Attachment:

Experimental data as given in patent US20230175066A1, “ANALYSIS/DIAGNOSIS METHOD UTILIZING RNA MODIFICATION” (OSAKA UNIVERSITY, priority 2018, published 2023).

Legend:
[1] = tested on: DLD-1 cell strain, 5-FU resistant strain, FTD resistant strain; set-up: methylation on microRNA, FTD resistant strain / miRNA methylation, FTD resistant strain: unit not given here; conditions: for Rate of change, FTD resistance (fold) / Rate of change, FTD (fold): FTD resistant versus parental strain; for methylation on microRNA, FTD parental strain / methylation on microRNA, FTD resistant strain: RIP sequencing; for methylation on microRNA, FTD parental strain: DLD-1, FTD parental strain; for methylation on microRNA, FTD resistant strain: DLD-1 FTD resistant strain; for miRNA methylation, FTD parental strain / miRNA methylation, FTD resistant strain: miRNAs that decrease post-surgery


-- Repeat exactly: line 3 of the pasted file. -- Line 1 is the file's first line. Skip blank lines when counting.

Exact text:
[1] = tested on: DLD-1 cell strain, 5-FU resistant strain, FTD resistant strain; set-up: methylation on microRNA, FTD resistant strain / miRNA methylation, FTD resistant strain: unit not given here; conditions: for Rate of change, FTD resistance (fold) / Rate of change, FTD (fold): FTD resistant versus parental strain; for methylation on microRNA, FTD parental strain / methylation on microRNA, FTD resistant strain: RIP sequencing; for methylation on microRNA, FTD parental strain: DLD-1, FTD parental strain; for methylation on microRNA, FTD resistant strain: DLD-1 FTD resistant strain; for miRNA methylation, FTD parental strain / miRNA methylation, FTD resistant strain: miRNAs that decrease post-surgery